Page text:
Apichatpong’s “The serenity of madness” reshapes contemporary art

I relied on the light from each projector to guide me from one inspiring room to the next. I couldn’t help but notice the craft in his work.

By | Mon 22 Aug 2016

Bangkok-native and internationally influential film producer and artist, Apichatpong Weerasethakul, has completely reshaped the conceptions of contemporary art to that of his own, recently releasing his exhibition “The Serenity of Madness” at Chiang Mai’s newly built Maiiam Contemporary Art Museum. With short-films, prints, 3-D artwork and a variety of other platforms that touch on his recollections and experiences with spirituality, memory and class, Apichatpong’s world-class collection is one not to be missed.

Apichatpong is a multi-talented artist who co-found production company, Kick the Machine in 1999. Since then, Kick the Machine films have made their mark in some of the world’s biggest film festivals, showcasing features that address sexuality, race, nature, etc. through experimental and innovative form. Maiiam Contemporary Art Museum chose to reveal “The Serenity of Madness”, a collaboration of Apichatpong’s solo work and Kick the Machine’s, for their opening exhibit.

I had the pleasure of spending a workday going about Maiiam’s unique yet simply designed interior and observing, or I should say experiencing, “The Serenity of Madness”. Contrasting with the spacious, naturally-lit foyer, the exhibition offered an intimate feeling with doors that isolated Apichatpong’s work from the heavy commotion that loomed in the café and lobby. As I walked through the dark-space, I relied on the light from each projector to guide me from one inspiring room to the next. I couldn’t help but notice the craft in his work. Apichatpong took his work away from conveying a specific message to, rather, reliving scenarios and memories by stretching the boundaries of cinematography; as opposed to being told what to think, Apichatpong leaves room for his audience to relate to his work in their own way. Ashes, one of the films on display, is Apichatpong’s attempt at recreating one of his dreams as he tries to pull the colours, sounds and events that he can gather from his memory. Throughout the film, Apichatpong struggles to remember these broken mental images, brilliantly shown through his camerawork using an analogue moviemaker that only shoots 144 frames per role. The swift and glitchy LomoKino feels like an authentic portrayal of what it’s like to resurrect memories and dreams that slowly disappear with time. As Apichatpong spends more time reflecting on his dream, the clarity of colour and sound start to fade from his memory and the screen turns black. “To reproduce a dream, I expand the frame of cinema and go beyond linear time and logic,” described Apichatpong in an interview with Citylife. “The more I shot, the more I doubted the purpose of cinema, whether it is the right medium. I still don’t know the answer. I think this is what keeps me going.” It’s easy to lose oneself in a film like Ashes, just like it’s easy to get lost recounting dreams and broken memories. Constantly jumping from one dimension to the next, Apichatpong plays with the line between present and past, providing an abstract experience that viewers might not completely understand, but perhaps be affected by, their first time through. Apichatpong makes it a point, however, that you don’t have to understand his work; it’s merely a representation of his emotions through his own personal experiences. Although the underlying message might not be clear, the way in which Apichatpong experiments with new equipment and platforms evoke an emotion where the audience is able to label their own meaning. “I was aiming for something organic,” Apichatpong explained. “There’s no message really; it’s like breathing. Or to put it another way, everything can be a message.” “The Serenity of Madness” is Apichatpong’s response to Thailand. With each piece offering a completely new scene with unique style and presentation, the exhibition as a whole has underlying themes, introducing his passionate position on social and political issues in Thailand. Apichatpong takes his 20 years as a film director to give a voice to marginalised groups of people, including those who suffer from poverty and the bindings of sexuality and gender. “I am inspired by science, religion and I like to observe my reaction to the present in relation to my memory. Obviously, I am interested in politics now because it makes me question what I believe, what I was taught in school.” “To me, [Ashes] is part of the picture. All films, short and long, photographs and drawings belong to the same pool and I cannot take them apart,” mentioned Apichatpong as he remarked on the exhibition as a whole. “The Serenity of Madness stands for how I feel about Thailand.”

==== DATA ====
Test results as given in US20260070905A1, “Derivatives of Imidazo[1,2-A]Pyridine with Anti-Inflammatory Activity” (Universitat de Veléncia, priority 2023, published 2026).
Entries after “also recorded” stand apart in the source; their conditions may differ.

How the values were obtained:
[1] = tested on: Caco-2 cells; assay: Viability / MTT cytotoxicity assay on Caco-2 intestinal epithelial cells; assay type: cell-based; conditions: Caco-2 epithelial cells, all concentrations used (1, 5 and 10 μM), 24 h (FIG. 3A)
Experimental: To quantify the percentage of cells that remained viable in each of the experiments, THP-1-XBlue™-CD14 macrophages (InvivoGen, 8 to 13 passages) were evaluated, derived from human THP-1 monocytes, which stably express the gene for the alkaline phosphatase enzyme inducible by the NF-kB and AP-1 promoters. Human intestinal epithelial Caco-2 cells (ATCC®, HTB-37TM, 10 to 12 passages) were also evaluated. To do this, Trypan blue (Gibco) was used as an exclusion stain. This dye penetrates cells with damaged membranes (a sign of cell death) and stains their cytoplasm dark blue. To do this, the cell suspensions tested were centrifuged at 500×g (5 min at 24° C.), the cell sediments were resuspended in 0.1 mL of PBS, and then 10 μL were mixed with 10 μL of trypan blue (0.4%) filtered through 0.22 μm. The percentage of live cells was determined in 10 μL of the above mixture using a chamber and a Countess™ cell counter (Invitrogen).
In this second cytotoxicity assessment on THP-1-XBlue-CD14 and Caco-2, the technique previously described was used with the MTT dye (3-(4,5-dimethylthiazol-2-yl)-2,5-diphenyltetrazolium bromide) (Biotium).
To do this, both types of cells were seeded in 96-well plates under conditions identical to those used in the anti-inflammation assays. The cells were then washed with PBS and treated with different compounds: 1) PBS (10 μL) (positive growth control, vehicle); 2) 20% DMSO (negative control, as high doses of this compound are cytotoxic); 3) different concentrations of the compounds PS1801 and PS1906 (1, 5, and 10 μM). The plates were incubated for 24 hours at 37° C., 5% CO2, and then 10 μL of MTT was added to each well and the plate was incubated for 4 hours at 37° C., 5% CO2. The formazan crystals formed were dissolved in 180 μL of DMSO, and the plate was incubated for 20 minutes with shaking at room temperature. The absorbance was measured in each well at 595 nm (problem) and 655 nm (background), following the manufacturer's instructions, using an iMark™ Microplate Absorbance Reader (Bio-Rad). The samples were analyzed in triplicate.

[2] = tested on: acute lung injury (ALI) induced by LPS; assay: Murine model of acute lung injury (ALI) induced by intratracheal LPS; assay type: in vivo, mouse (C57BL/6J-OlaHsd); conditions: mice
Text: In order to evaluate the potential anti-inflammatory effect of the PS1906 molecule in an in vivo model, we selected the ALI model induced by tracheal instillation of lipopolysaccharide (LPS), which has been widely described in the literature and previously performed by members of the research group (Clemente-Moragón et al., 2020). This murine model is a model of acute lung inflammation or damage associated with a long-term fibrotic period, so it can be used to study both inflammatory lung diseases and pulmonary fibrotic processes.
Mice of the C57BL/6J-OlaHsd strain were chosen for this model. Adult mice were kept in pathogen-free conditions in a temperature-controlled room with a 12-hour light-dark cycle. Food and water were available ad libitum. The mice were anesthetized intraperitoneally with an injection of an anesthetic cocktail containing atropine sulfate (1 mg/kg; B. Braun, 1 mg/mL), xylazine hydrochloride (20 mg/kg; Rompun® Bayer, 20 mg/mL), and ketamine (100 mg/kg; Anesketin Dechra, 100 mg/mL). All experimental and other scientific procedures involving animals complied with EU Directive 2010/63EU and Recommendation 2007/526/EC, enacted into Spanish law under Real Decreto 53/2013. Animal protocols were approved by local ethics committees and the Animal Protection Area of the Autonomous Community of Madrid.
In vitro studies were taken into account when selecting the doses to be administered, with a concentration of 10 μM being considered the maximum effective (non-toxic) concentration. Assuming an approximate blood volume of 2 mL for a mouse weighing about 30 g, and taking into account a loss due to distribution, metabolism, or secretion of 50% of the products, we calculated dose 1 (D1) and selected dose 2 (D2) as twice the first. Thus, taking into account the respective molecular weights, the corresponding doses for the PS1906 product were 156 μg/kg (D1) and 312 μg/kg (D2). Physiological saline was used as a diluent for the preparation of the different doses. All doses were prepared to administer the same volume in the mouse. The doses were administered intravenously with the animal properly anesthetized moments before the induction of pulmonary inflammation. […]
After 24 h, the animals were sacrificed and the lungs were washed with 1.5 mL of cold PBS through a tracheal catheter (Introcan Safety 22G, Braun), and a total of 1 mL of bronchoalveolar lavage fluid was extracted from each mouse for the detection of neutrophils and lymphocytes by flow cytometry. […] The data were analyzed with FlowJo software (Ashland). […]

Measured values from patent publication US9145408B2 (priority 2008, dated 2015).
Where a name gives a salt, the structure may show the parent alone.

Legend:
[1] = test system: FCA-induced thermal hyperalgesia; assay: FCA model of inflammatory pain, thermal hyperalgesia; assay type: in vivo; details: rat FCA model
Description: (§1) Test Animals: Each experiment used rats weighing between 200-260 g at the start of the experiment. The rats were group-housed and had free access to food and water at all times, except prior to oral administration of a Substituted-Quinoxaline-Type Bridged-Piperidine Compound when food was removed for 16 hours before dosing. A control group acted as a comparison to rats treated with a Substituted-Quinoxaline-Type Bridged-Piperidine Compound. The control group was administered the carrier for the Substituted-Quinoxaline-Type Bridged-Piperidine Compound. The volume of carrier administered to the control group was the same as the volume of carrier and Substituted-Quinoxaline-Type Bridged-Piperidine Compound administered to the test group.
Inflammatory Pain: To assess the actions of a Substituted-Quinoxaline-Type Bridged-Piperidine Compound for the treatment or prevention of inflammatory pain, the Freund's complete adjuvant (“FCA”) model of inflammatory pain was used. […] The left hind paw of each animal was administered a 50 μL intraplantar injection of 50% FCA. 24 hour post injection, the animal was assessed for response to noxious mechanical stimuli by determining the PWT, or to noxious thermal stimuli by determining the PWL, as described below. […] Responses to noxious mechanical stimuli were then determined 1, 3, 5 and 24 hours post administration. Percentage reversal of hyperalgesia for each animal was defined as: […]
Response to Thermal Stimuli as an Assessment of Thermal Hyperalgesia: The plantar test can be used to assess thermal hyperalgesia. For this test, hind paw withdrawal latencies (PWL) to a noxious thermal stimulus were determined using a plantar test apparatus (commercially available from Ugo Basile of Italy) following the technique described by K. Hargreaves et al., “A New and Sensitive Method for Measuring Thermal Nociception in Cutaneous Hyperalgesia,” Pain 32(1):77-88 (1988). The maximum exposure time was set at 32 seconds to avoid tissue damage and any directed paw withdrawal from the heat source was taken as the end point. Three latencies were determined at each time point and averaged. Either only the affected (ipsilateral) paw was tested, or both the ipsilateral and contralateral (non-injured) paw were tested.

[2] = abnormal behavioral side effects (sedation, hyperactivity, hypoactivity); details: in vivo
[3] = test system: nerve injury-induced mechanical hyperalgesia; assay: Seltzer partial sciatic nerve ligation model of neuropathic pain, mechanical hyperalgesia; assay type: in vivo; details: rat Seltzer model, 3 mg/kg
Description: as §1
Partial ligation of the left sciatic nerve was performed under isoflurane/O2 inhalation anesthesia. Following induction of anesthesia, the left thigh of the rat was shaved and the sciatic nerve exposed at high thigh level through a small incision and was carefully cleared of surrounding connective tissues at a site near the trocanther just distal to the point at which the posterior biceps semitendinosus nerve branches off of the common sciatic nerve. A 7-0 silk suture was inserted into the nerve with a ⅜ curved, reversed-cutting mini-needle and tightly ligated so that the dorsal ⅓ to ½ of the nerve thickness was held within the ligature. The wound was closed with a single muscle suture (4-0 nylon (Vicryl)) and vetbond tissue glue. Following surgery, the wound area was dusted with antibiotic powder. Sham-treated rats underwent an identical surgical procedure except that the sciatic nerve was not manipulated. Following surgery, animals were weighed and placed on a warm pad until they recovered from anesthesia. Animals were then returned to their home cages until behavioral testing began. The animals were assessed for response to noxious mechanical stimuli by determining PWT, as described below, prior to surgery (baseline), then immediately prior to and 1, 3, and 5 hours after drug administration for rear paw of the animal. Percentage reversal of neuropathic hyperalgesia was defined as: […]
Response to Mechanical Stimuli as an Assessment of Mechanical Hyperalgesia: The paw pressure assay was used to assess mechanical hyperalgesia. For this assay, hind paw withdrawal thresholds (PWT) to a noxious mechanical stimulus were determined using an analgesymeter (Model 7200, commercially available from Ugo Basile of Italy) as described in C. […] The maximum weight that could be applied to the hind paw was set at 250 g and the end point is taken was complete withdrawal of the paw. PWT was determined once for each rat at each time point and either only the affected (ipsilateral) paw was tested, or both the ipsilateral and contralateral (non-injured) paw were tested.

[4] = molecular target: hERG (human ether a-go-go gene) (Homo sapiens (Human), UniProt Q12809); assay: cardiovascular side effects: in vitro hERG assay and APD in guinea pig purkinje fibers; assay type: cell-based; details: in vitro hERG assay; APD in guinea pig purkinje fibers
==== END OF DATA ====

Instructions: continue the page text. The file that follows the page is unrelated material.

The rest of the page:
Apichatpong’s exhibition isn’t the only thing to take away from this summer’s art scene; Maiiam Contemporary Art Museum, which opened its doors early this July, is a huge step for Chiang Mai’s quiet yet vibrant art culture. The mirrored front façade is art itself, adding aesthetic to community around it, while the inside offers a beautiful space to host concerts, community events and art exhibitions for both acclaimed and aspiring artists. A grand museum like Maiiam places Chiang Mai on the map as a top art hub in Southeast Asia, being a gallery of inspiration for up-and-coming local artists.

“I just hope it has an impact locally. I am happy to have a different place to go rather than shopping malls. I saw students and young kids at the museum and I thought, ‘Can I count on you to make this country more interesting?’”